Platinum blonde is currently the “it hair color” in Hollywood, and we don’t expect the trend to fade anytime soon (with the proper touch-ups of course!). I mean, who could forget when Kim Kardashian famously traded her dark locks for the icy blonde look, and momager Kris quickly followed suit? Obviously not me, because I shortly made my appointment at the hair salon after all this went down.
Yes, I decided to take the plunge and go platinum blonde. And I don’t mean just a few highlights here and there — I mean near white, Draco Malfoy status blonde. Looking back on my decision, I’ve discovered there are quite a few things I wish I’d known before making the giant leap from brunette to silvery-white. With the help of Ted Gibson Color Director Kitty Nadel, we’ve uncovered the most important things to consider prior to reaching for the bleach.
Be prepared to deal with damage.
“The biggest misconception about going blonde is definitely that it’s super damaging and all your hair will fall out immediately,” Kitty explained. “I’m sure back in the Marilyn Monroe days that happened more, but now with newer technology in lighteners (and conditioners and masks for that matter), you can keep your hair looking pretty healthy.”
But Kitty does have one word of warning: Make sure your expectations are realistic. It’s 100 percent necessary to factor in prep, time and upkeep to maintain the integrity and health of your color. To minimize breakage and dryness, she recommends to stop washing your hair 48 hours before you begin the platinum process. The natural oils in your hair will help protect the scalp against irritation during bleaching.
Chat with a colorist first.
Kitty always recommends a consultation with an experienced colorist about a week before you want the appointment so that you can determine pricing, damage and how long the process will take. During this convo, it’s also super important to be honest with your colorist: If you’re using box dye or had your hair chemically treated, don’t be ashamed. “All the secrets of your hair history past will be revealed during the lightening process and can impact your road to becoming platinum.”
Pro tip? Always ask for a strand test, aka “a few hairs usually from the lower back of your head lightened to see how the color will lift.”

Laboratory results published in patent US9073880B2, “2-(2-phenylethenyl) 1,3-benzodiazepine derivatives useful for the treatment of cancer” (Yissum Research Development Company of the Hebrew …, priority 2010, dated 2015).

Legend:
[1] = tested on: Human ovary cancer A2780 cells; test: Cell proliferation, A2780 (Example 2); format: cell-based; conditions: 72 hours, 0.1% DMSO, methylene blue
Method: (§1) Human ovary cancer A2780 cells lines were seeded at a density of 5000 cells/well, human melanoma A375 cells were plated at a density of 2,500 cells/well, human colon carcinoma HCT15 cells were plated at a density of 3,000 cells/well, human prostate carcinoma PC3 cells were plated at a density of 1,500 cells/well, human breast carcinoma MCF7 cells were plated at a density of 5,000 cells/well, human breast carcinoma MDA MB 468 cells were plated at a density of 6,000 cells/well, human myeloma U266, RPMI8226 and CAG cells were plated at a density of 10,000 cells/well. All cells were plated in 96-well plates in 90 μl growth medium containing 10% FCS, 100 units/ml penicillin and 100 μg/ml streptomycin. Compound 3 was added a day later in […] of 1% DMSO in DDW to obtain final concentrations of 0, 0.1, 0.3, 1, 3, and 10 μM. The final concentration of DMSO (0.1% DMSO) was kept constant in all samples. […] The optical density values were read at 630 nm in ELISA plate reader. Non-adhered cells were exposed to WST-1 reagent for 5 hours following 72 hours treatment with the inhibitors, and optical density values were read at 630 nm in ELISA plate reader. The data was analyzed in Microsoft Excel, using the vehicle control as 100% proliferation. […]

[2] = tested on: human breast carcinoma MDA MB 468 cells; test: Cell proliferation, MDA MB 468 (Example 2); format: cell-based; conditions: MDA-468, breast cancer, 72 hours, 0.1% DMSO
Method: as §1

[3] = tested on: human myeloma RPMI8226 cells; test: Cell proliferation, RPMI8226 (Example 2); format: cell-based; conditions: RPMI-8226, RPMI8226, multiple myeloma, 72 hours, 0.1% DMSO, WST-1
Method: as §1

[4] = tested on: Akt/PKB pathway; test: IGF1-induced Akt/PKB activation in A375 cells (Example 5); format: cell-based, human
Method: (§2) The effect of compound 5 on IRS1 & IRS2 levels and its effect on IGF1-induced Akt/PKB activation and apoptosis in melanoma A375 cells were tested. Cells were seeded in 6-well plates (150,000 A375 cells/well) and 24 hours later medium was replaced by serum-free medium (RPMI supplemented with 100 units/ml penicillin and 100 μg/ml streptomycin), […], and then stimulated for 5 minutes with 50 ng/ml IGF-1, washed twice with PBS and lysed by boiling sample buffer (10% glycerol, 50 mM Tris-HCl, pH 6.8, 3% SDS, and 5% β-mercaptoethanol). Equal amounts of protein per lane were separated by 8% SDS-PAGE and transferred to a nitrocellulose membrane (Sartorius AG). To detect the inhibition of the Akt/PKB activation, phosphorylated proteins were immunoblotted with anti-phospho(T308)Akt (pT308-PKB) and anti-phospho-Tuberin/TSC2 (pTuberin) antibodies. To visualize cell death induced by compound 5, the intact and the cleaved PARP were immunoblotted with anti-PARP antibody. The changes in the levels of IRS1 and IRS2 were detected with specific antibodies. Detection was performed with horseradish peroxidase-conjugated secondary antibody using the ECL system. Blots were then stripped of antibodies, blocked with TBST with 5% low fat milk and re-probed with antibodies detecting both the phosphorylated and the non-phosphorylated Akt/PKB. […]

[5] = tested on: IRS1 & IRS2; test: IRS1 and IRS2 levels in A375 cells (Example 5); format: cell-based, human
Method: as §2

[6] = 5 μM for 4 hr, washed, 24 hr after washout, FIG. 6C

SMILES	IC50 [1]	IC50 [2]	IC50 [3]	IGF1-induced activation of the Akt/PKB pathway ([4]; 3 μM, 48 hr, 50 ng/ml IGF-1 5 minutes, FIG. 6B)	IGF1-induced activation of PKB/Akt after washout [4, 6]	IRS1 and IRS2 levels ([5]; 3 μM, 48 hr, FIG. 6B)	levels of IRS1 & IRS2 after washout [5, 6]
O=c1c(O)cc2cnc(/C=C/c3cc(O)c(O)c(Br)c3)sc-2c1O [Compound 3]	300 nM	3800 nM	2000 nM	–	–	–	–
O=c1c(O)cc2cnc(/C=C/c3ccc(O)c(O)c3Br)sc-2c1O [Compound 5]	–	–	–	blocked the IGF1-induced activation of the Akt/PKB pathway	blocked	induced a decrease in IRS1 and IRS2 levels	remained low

Start a platinum upkeep savings account.
At Ted Gibson, application on virgin hair starts at $350 and touch-ups are $250. Kitty recommends returning every three to 10 weeks — any longer than 10 weeks and your hair becomes harder to work with.
“Without getting too scientific, the heat from your head will lift the re-growth only to a certain distance away. If the root is too long, you can either expect to pay more, stay longer at the salon, risk walking away with a yellow band and/or more damage,” Kitty said.
Be realistic about what your hair can handle.
This is why it’s important to have that consultation; both you and your colorist can have realistic expectations of how long it’ll take. However, if you’ve dabbled with box dyes (or already have damaged hair), you have to be transparent with your colorist.
“It’s not fun, but I’d rather keep the integrity of the hair than lighten her up and have it be extremely damaged,” Kitty explained. “I have had to have clients stick with middle tone and wait a month for the hair to relax before we could get them to platinum, which is sometimes what has to happen to keep the integrity of the hair.” Basically, if you box-dyed your hair black or had an extreme color in the last two years, going platinum in one sitting is unlikely.
Clear your calendar for a day.
If you go completely platinum blonde in a single sitting, be prepared to be at the salon all day. Here’s the step-by-step:
- 1) Your colorist will lighten the mid-to-ends of the hair first, then the root. Kitty likes to shadow the root because “it has a more natural, interesting appearance rather than bright roots and a solid look.”
- 2) Next, heat is applied to the hair and the bleach is rinsed out when the time is right. Then, the hair is blown dry.
- 3) Finally, a second round of bleach is applied. After the color is lifted, a gloss or toner is added to make the shade more compatible with the client’s skin tone.
Note: After the initial process, the touch-ups will be between two and a half and three hours.
Give your hair a break.
“I tell all my platinum clients to be very gentle with [their hair] right after the process for the first week,” Kitty said. “It’s gone through a process, it’s tired and needs to rest, so brush and comb it gently and nicely. And don’t tie your hair back as the hair can lose elasticity. Stretching it back in the first few days can damage it further.”
She also recommends not shampooing it for a few days after the process and not using high heat irons or dryers, as they can further damage the hair.
Invest in stellar at-home care.
Yes, there’s a lot that goes into the whole process from start to finish, but the result is totally worth it.
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